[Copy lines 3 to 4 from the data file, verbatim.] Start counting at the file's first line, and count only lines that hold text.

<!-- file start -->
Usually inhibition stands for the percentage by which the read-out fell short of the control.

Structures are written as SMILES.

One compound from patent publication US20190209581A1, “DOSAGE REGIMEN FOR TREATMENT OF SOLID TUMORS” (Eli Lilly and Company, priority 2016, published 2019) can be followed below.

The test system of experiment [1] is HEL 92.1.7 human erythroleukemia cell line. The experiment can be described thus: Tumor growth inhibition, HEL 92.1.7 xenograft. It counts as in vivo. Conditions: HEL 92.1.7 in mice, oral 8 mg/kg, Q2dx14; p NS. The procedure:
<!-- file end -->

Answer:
One compound from patent publication US20190209581A1, “DOSAGE REGIMEN FOR TREATMENT OF SOLID TUMORS” (Eli Lilly and Company, priority 2016, published 2019) can be followed below.

The test system of experiment [1] is HEL 92.1.7 human erythroleukemia cell line. The experiment can be described thus: Tumor growth inhibition, HEL 92.1.7 xenograft. It counts as in vivo. Conditions: HEL 92.1.7 in mice, oral 8 mg/kg, Q2dx14; p NS. The procedure: